2.2: I’ve just launched my website. Now what?


David: So Sandi, let’s say I’ve just launched my website. So now what? What does that mean? What am I finished? Is there anything else I have to do?  

Sandi: Well, David, I’d say you’re never finished when you have a website. It’s always evolving, but certainly, when a site is newly launched, you want to make sure that you’ve actually gotten what you paid for and what you expected to get from the people that developed the site for you. So, sometimes it’s easy to have just a simple checklist of items that you go through and maybe even before it’s actually launched to see that things are what you expect that they would be. 

So probably the first thing you would want is to make sure that the site is accessible. The developer may have been contracted to deliver an accessible website, but did they actually do it? Have they done any testing? Have you done any testing? Did you get any of your users to test the site to see if it actually works? So, I’d probably start there, and once you’re happy that it is actually an accessible website, you have to start thinking about some other things because websites are, they really are a living entity. They change over time. We add new content. We take content away.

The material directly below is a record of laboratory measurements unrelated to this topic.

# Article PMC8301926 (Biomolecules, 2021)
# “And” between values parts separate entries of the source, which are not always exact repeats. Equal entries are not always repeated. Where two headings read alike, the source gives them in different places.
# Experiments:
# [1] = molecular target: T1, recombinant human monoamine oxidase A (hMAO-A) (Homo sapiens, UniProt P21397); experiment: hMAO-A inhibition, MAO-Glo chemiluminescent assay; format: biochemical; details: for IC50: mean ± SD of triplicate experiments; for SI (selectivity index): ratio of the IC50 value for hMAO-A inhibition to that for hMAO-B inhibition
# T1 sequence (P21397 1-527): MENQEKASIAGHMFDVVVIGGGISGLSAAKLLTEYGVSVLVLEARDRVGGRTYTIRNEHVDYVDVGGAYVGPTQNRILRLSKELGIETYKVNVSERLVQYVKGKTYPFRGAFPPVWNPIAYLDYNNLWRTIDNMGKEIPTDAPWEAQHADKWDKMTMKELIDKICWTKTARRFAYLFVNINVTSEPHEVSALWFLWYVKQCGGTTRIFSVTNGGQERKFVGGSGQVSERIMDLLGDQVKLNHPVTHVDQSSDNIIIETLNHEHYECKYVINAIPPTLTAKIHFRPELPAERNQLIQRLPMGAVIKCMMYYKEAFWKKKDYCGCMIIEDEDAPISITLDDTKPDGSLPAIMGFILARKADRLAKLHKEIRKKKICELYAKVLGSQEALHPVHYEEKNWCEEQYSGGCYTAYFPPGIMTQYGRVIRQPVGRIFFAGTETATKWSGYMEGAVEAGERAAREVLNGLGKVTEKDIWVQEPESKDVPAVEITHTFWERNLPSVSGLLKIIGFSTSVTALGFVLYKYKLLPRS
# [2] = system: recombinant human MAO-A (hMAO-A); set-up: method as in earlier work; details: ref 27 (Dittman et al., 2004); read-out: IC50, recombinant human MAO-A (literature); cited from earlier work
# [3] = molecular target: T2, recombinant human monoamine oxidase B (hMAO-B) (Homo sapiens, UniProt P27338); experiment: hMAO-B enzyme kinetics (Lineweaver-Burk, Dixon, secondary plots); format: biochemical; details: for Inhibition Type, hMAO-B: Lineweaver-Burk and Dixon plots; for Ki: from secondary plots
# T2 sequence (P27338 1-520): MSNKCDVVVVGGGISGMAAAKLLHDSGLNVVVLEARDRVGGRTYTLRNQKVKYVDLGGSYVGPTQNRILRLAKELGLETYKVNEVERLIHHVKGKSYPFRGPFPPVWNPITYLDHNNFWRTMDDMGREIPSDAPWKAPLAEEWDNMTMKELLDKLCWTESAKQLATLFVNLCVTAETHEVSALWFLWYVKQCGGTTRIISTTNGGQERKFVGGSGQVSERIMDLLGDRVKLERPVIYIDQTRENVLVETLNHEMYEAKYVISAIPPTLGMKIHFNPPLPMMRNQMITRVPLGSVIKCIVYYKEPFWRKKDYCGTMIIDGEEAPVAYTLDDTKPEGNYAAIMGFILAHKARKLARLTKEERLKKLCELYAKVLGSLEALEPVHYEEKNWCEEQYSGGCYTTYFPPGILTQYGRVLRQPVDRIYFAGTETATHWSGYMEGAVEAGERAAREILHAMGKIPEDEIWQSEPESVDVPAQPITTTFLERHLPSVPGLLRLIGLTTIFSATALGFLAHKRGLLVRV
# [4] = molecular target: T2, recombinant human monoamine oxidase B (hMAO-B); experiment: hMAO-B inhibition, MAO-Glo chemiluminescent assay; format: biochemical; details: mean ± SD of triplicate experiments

So, how do you make sure that your content is in good shape? Whether it’s the content that you just launched the site with or when you post a new blog post or add a new page. How are you going to make sure that that new content is still accessible? How are you going to make sure that you’ve verified the accuracy of it? You know, have you done a spell check? It’s one of those simple things that is often overlooked. But proper spelling is really important and helpful for people who use a screen reader because they rely on technology to pronounce words. And if those words aren’t spelled properly, then the technology is going to have a tough time pronouncing them. So, we want to make sure that we have done a spell check.